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Hepatitis B is a serious liver infection caused by the hepatitis B virus (HBV). The virus is spread by exposure to HBV infected blood or body fluid. In the United States, the most common methods of transmission include: intravenous drug use and sexual intercourse. HBV can take 30 to 180 days to show symptoms in someone who is infected.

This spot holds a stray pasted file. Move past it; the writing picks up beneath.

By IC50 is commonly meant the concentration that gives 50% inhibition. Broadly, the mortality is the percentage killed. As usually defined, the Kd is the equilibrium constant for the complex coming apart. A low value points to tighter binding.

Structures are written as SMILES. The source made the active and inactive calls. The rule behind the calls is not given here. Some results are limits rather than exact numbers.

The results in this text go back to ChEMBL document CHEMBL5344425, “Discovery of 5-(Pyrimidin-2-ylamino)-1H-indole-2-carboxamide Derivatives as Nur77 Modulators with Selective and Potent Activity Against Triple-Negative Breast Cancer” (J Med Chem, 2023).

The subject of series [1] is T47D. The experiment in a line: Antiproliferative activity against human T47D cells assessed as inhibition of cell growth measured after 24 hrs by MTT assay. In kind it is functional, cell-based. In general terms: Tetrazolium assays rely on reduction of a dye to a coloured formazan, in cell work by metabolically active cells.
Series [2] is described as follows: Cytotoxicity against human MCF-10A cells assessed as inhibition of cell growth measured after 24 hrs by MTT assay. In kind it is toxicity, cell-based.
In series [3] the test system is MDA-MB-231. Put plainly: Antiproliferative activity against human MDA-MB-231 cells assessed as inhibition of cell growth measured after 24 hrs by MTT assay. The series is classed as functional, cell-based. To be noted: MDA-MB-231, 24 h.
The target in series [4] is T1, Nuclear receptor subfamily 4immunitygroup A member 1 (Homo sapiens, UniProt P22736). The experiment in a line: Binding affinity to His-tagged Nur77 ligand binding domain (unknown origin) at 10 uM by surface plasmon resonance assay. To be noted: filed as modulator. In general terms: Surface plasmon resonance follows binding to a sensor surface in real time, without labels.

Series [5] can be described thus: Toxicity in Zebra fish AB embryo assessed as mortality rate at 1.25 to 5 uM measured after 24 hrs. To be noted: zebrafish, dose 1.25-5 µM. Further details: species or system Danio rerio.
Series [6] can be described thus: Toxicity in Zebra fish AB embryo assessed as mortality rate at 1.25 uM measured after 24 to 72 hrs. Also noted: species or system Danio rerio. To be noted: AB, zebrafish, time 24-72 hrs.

The hepatitis B virus can cause both acute and chronic infections. Many experience no signs or symptoms. Others may develop a rapid onset of sickness, including: nausea, vomiting, jaundice (yellow skin and/or eyes), fatigue, dark urine, and abdominal pain. Often, the body can fight off the infection, and develop immunity to the hepatitis B virus. Although, those who do not recover from the infection develop what is known as chronic hepatitis B. Chronic hepatitis B is a lifelong infection that can progress to conditions such as hardening of the liver, scarring, and even liver cancer.